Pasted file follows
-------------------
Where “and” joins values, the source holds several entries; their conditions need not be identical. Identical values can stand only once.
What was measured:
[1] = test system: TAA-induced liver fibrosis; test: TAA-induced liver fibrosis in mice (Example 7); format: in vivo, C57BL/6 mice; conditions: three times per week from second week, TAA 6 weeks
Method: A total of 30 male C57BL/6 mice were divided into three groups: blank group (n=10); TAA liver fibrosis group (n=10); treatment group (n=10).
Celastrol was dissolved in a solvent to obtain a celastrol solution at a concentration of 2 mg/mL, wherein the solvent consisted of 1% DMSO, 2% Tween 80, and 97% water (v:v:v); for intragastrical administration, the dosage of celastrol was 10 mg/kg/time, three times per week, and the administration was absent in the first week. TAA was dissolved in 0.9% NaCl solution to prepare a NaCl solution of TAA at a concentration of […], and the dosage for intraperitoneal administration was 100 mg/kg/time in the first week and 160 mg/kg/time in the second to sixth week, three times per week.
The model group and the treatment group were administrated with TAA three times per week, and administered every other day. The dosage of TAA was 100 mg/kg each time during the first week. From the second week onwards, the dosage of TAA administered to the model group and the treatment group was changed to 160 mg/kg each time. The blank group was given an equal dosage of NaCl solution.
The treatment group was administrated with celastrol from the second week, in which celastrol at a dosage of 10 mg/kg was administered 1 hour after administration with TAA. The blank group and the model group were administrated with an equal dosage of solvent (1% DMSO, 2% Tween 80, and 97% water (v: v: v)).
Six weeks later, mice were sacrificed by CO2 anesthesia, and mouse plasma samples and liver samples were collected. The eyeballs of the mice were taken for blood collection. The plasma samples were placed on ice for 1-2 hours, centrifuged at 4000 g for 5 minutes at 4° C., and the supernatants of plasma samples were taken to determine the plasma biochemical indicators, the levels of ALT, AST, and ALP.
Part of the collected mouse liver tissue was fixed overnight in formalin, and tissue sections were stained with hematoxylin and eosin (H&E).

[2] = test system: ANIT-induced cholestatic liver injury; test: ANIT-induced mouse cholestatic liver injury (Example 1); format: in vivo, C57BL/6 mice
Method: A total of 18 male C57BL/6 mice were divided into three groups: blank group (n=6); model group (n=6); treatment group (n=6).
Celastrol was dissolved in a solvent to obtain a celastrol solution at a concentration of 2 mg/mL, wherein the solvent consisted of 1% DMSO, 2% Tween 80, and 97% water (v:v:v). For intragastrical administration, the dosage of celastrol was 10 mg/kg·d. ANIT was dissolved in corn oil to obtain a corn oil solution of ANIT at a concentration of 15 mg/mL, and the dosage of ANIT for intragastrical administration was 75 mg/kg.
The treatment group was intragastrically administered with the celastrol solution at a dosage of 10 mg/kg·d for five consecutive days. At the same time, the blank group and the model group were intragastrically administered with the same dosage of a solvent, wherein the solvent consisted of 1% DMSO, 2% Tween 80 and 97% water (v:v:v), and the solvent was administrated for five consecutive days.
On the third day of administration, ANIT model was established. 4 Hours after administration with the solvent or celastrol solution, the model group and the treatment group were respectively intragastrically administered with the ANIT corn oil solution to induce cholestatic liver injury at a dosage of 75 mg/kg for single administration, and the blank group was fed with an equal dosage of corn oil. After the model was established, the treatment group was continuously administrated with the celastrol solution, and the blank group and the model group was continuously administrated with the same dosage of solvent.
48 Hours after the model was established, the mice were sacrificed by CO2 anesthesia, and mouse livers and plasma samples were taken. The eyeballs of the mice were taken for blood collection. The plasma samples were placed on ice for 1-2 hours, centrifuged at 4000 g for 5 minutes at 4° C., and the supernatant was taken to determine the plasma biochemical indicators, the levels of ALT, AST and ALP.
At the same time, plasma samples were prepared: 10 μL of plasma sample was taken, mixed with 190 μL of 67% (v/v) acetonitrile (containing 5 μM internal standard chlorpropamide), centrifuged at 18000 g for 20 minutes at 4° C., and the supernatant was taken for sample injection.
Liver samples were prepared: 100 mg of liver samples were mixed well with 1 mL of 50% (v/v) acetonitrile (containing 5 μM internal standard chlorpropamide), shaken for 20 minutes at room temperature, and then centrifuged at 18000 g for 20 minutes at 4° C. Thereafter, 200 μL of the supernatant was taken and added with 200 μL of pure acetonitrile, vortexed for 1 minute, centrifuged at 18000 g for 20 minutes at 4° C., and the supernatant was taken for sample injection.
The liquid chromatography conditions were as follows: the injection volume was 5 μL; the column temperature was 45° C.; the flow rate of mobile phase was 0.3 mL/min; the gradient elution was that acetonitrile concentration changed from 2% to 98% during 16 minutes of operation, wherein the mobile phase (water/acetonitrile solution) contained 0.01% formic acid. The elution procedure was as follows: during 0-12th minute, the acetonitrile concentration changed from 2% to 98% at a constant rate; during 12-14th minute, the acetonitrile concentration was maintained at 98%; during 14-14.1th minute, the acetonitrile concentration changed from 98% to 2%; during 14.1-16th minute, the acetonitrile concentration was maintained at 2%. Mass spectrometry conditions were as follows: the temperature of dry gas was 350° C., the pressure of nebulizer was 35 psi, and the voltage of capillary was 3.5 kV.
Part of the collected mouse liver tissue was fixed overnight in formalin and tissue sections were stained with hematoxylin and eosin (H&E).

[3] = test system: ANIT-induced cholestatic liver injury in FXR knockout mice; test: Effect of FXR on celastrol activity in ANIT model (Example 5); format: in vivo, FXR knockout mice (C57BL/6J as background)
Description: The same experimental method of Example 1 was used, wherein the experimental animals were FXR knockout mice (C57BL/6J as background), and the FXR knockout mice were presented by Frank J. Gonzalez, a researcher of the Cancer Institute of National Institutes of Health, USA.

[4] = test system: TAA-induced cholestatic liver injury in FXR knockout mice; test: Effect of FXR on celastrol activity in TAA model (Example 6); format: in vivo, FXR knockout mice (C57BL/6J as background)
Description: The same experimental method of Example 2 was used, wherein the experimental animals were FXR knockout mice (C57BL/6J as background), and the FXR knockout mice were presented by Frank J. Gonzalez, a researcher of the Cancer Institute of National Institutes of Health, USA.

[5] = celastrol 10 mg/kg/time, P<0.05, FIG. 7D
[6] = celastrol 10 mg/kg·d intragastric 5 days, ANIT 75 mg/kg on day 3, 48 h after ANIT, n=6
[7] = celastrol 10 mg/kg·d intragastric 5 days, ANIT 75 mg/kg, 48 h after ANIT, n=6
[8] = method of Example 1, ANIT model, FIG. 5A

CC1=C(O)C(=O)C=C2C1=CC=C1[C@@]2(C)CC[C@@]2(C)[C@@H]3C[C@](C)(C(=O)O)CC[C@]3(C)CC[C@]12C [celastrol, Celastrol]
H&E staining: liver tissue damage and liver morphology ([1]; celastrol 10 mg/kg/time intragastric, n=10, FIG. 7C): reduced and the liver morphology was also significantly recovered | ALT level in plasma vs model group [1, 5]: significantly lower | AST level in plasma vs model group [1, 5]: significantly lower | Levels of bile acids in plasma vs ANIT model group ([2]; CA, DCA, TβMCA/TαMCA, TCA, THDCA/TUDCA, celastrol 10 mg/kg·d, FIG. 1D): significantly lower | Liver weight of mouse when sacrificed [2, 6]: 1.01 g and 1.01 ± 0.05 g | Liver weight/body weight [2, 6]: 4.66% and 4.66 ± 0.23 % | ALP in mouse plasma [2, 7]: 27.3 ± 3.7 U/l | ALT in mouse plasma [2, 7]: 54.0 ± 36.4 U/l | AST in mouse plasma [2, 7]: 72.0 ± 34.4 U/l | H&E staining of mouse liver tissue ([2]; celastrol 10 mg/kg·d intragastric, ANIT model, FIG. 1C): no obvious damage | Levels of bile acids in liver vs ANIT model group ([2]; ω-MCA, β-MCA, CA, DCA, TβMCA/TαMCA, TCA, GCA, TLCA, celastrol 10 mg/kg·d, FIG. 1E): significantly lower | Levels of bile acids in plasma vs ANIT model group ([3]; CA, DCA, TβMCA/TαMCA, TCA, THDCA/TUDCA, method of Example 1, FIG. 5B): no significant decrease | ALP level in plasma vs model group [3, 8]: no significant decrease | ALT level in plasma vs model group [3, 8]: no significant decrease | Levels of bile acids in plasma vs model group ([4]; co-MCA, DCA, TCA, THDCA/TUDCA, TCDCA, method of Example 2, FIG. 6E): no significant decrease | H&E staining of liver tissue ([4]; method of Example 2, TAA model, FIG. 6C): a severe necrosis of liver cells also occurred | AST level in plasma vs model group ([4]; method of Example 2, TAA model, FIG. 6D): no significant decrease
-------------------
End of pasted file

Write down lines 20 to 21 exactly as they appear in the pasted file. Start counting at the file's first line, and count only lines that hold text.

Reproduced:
[3] = test system: ANIT-induced cholestatic liver injury in FXR knockout mice; test: Effect of FXR on celastrol activity in ANIT model (Example 5); format: in vivo, FXR knockout mice (C57BL/6J as background)
Description: The same experimental method of Example 1 was used, wherein the experimental animals were FXR knockout mice (C57BL/6J as background), and the FXR knockout mice were presented by Frank J. Gonzalez, a researcher of the Cancer Institute of National Institutes of Health, USA.